Wednesday, November 17, 2010

TSA and other problems

Amid airport anger, GOP takes aim at screening

Did you know that the NATION'S AIRPORTS ARE NOT REQUIRED TO HAVE TRANSPORTATION SECURITY ADMINISTRATION SCREENERS CHECKING PASSENGERS AT SECURITY CHECKPOINTS? The 2001 law creating the TSA gave airports the right to opt out of the TSA program in favor of private screeners after a two-year period. Now, with the TSA engulfed in controversy and hated by millions of weary and sometimes humiliated travelers, Rep. John Mica, the Republican who will soon be chairman of the House Committee on Transportation and Infrastructure, is reminding airports that they have a choice.

MICA, one of the authors of the original TSA bill, HAS RECENTLY WRITTEN TO THE HEADS OF MORE THAN 150 AIRPORTS NATIONWIDE SUGGESTING THEY OPT OUT OF TSA SCREENING. "When the TSA was established, it was never envisioned that it would become a huge, unwieldy bureaucracy which was soon to grow to 67,000 employees," Mica writes. "As TSA has grown larger, more impersonal, and administratively top-heavy, I believe it is important that airports across the country consider utilizing the opt-out provision provided by law."

I wonder how soon some enterprising smaller airports opt out and offer the more traditional screening? It might be worth traveling to Colorado Springs airport instead of DIA if this happens.

Obama on the Road again

If President Barack Obama is not yet convinced that his international star power has faded, his next round of transatlantic summitry should clear up any lingering doubts.

Coming off a marathon Asia trip where Obama often found himself rebuffed by fellow world leaders, he will head to Europe this week where the agenda will be clouded by a growing divide over economic strategy and a sense of neglect among traditional U.S. allies.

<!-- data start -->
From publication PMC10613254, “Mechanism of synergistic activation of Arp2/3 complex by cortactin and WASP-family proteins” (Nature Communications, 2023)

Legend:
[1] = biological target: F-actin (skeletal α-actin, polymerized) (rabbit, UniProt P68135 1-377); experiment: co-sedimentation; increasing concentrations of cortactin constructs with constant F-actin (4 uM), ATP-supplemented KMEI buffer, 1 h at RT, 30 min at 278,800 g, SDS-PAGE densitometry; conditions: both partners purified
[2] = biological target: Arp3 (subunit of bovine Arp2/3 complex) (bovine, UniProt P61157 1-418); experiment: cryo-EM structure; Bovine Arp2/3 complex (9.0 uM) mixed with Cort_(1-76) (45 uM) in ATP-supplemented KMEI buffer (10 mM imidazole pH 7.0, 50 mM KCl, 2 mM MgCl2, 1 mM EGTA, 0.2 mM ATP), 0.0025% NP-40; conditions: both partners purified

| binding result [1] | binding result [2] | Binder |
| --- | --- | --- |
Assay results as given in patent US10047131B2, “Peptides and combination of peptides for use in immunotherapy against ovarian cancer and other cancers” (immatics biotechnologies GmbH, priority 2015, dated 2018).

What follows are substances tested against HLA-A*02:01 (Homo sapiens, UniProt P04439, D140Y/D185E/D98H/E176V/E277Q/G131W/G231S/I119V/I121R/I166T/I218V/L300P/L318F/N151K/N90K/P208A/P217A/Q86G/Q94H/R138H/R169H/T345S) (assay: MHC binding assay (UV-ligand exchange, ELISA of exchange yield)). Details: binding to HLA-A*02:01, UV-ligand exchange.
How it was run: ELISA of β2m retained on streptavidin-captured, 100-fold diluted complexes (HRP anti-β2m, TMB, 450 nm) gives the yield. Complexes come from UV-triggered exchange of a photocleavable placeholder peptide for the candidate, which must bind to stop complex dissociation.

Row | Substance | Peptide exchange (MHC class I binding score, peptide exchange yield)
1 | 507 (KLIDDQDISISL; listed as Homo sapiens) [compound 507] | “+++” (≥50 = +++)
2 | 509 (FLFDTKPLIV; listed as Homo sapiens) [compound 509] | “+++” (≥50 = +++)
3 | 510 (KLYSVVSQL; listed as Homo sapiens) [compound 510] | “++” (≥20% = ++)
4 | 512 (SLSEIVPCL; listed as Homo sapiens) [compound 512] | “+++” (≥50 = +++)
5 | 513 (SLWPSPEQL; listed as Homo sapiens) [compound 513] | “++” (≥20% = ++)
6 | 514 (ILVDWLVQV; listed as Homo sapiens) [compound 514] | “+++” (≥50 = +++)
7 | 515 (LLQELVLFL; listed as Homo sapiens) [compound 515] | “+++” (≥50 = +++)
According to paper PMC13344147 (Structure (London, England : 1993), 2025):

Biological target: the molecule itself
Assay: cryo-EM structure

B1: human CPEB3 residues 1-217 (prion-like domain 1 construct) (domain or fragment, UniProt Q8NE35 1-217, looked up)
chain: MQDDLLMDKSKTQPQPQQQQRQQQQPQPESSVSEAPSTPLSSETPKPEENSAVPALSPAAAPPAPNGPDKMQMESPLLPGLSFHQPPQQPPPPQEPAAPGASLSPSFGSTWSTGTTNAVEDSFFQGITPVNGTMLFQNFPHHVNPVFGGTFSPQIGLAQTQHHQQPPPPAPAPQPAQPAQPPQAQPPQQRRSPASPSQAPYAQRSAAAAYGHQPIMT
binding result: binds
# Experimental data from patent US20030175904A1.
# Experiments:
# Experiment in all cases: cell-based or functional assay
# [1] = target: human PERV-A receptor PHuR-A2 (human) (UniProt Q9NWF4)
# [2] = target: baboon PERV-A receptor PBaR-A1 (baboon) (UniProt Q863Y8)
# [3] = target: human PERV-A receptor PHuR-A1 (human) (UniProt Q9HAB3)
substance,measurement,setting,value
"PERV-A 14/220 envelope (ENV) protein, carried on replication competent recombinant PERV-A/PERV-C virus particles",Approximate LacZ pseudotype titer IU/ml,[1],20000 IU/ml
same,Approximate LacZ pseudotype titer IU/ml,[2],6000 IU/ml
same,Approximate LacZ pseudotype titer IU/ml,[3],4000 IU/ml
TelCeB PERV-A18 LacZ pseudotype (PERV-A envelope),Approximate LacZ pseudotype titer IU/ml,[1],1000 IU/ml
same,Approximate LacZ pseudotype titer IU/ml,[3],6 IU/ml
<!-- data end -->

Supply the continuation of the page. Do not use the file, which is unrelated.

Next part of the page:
His challenge is to reassure European partners that, despite political weakness at home and embarrassing setbacks abroad, he remains committed to better cooperation on issues ranging from the war in Afghanistan to the fight against trade protectionism.

Elites see Obama deserving reelection. Voters don’t.

The midterms not only dealt a big shock to the Democrats, but also sent a message to President Obama. According to the new POLITICO "Power and the People" poll, ONLY 26 PERCENT OF THE PUBLIC BELIEVES HE WILL NOW BE RE-ELECTED AS PRESIDENT IN 2012.

This difference of expectations could mislead the president if he is listening to the Beltway chatter – right here in D.C. he may just find a lot of comfort in this assessment by insiders , and that may lead to actions that don’t fully adjust for the sea change that has occurred among the general public.

This big difference can partially be explained by the different ways that the two groups see the economy and the world today. Seventy percent of D.C. elites admit that they have been affected less than the average citizen when it comes to the economic downturn. The elites see the Tea Party as purely a fad (70 percent). In contrast, those who say that the President will not be re-elected see the country as headed in the wrong direction by 82 percent, the economy in the wrong direction by 81 percent and overwhelmingly want repeal of healthcare at the top of the agenda. Among the quarter of the public that sees his re-election as probable, they see the economy turning around by nearly 3 to 1. They are the outliers of the electorate